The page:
Choose between Oxford, Cambridge, Canterbury, Bath, Windsor Castle or Stonehenge

The great thing about spending a whole week in London is that you’ll have enough time for a day trip. Getting outside central London will help to break up your holiday. There are plenty of great places to choose from and we’ve included what we think are the best six below.

Option 1 – Oxford

Tourists will usually try and choose between Oxford and Cambridge but we think Oxford is definitely better. You’ve got the fantastic architecture of the old colleges, plus the Bodleian Library, Ashmolean Museum and Museum of Natural History – Oxford’s equivalent of the Natural History Museum (allow for 8-9 hours in total).

Option 2 – Cambridge

Cambridge is another beautiful university town full of cloisters, chapels and squares. The highlight of your day will be a visit to the world famous King’s College – England’s gothic masterpiece (allow for 9-10½ hours in total).

Option 3 – Canterbury

Canterbury is another chocolate-box town, but not quite as pretty as Oxford or Cambridge. If you want to visit here then it will probably be because of Canterbury Cathedral, to see the spot where the Archbishop of Canterbury Thomas Becket was murdered by Henry II’s rampaging knights.

Option 4 – Bath

If you like the architecture of Oxford and Cambridge but want a bit of Roman history thrown in, the try the beautiful city of Bath. These are probably the best-known Roman remains in Britain. You can also visit the 12th-century Bath Abbey and walk along the famous Royal Crescent on top of the hill (allow for 8-9 hours in total).

Option 5 – Windsor Castle

Windsor Castle is the oldest occupied castle in the world. It dates from the reign of William Conqueror and has been home to thirty-nine different kings and queens over the last 1,000 years. Windsor is also worth visiting for the pretty little town centre which looks like something on a chocolate box (allow for 5 hours in total).

Option 6 – Stonehenge

Another popular day trip with tourists is taking a train to Salisbury to visit Stonehenge. This neolithic stone circle could be as old as 5,000 years. It’s also worth visiting Salisbury Cathedral in the town centre (allow for 6-7 hours in total).

Day #7 – Changing the Guard, afternoon tea, theatre show in the West End

Buckingham Palace
Changing the Guard at Buckingham Palace
Afternoon tea at the Ritz
Piccadilly Circus
West End
What you will see:
Changing the Guard at Buckingham Palace, afternoon tea, Piccadilly Circus, and a musical in the West End

It’s your last day in London and we’ve saved some of the best things until the end. Let’s start with Changing the Guard at Buckingham Palace was is high up on every visitor’s bucket list.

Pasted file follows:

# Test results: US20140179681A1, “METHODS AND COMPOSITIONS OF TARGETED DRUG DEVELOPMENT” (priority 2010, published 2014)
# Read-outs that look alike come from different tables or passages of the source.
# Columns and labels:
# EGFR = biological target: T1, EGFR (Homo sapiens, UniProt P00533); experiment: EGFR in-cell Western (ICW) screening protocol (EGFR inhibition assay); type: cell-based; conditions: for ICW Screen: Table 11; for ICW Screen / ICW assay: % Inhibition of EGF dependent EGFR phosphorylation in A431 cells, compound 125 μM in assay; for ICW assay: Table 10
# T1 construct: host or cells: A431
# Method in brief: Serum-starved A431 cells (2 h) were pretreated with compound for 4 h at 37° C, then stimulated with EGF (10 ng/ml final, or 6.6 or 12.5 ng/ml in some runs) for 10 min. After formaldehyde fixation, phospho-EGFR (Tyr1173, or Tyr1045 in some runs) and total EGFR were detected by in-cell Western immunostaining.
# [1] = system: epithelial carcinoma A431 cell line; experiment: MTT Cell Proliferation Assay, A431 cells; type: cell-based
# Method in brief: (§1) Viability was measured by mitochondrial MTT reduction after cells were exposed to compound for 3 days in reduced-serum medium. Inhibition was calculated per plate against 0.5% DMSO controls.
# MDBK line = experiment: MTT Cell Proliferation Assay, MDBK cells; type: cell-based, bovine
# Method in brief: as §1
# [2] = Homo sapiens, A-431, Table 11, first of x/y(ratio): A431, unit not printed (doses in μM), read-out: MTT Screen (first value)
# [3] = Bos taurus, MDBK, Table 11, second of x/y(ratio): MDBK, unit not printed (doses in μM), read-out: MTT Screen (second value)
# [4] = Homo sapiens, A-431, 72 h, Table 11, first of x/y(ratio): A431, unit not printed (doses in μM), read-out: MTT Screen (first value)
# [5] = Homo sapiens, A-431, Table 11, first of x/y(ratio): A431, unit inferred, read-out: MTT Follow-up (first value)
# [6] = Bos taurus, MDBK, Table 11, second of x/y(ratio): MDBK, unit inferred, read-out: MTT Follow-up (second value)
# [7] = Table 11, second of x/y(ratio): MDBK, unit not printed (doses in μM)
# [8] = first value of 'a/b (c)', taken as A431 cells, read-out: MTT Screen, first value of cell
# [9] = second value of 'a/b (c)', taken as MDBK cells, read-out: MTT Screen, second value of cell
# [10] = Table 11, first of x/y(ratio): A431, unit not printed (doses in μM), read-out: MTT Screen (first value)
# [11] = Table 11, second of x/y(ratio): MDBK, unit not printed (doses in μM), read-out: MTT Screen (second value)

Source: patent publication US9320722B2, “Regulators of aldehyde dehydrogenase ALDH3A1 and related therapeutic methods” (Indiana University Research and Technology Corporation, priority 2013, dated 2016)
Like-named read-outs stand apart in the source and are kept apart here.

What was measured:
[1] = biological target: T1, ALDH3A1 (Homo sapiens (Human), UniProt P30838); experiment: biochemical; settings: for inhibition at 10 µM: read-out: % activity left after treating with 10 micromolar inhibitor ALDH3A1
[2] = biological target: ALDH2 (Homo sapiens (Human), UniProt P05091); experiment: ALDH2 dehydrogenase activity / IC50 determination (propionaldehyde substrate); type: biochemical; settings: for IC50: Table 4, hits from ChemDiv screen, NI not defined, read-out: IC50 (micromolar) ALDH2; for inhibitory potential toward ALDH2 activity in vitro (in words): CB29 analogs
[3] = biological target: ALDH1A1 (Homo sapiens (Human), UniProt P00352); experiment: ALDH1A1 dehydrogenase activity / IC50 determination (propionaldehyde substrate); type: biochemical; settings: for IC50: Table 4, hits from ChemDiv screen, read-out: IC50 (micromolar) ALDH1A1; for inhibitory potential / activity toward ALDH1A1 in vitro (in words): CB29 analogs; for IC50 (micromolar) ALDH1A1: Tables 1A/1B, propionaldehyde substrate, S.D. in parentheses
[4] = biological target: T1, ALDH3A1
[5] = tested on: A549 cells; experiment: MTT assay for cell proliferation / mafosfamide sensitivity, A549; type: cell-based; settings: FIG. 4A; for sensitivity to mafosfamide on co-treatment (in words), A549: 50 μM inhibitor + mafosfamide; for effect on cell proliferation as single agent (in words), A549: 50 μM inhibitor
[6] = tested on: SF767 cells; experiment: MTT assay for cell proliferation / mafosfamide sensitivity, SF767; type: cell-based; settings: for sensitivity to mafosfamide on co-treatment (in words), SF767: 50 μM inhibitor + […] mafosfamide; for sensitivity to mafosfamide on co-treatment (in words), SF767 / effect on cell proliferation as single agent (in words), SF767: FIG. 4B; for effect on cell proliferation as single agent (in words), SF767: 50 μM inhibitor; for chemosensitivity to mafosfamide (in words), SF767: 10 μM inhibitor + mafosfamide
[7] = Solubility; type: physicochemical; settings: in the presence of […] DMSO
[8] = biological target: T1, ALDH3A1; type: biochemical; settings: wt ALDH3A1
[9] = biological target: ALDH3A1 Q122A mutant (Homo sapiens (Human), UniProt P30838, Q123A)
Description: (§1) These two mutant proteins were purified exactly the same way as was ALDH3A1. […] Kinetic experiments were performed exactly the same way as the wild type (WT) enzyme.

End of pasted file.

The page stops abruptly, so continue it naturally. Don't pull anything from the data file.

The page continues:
You ideally need to get there by 9.30 AM if you want a good view, but you’ll have to get there even earlier than that if you want to stand up against the railings. This means you don’t really have much time to do anything else beforehand because most of the attractions don’t open until 10 AM. Maybe you could just have a last look around Trafalgar Square before walking to Buckingham Palace (10-15 min walk).

We recommend going via St. James’s Park so you can get a great photo of Buckingham Palace from the central bridge. If you turn around 180 degrees then you’ll get a great shot of Horse Guards as well.

When the parade ends at 11:30 AM walk through Green Park and turn right until you see the Ritz Hotel.

How about treating yourself to one of their famous afternoon teas? It takes place in the Palm Court and they insist that everybody dresses smart, so make sure you check their rules beforehand. You should be able to make the 1.30 PM sitting easy enough, but you need to book a table at least 2-3 months in advance.

If you want an afternoon tea that’s slightly easier to book then try Fortnum & Mason instead. You’ll find it a short walk down Piccadilly. This is second-poshest shop in London after Harrods, and where Buckingham Palace buys its groceries from – so if it’s good enough for the Queen then it should be good enough for you!

Hopefully your afternoon tea will be finished by about 3 PM, so walk down Piccadilly until you reach Piccadilly Circus. We’ve set aside the next three hours for you to do some last-minute gift shopping. Regent Street is one of London’s busiest shopping streets. Hamleys, Liberty and Carnaby Street can be found up by Oxford Circus, and Selfridges is at the Marble Arch end of Oxford Street. If you want some corny tourist gifts like cups, mugs and magnets, then try the shops around Leicester Square.

How about spending your final night in the West End and buying a ticket to one of the musicals. Most of the big shows start at 7 PM or 7.30 PM. If you want some last-minute discount tickets then check out the TKTS booth in Leicester Square.

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London Squire bookThe owns and has spent the last decade reviewing the capital’s landmarks, attractions and hotels. His guidebook is available from Amazon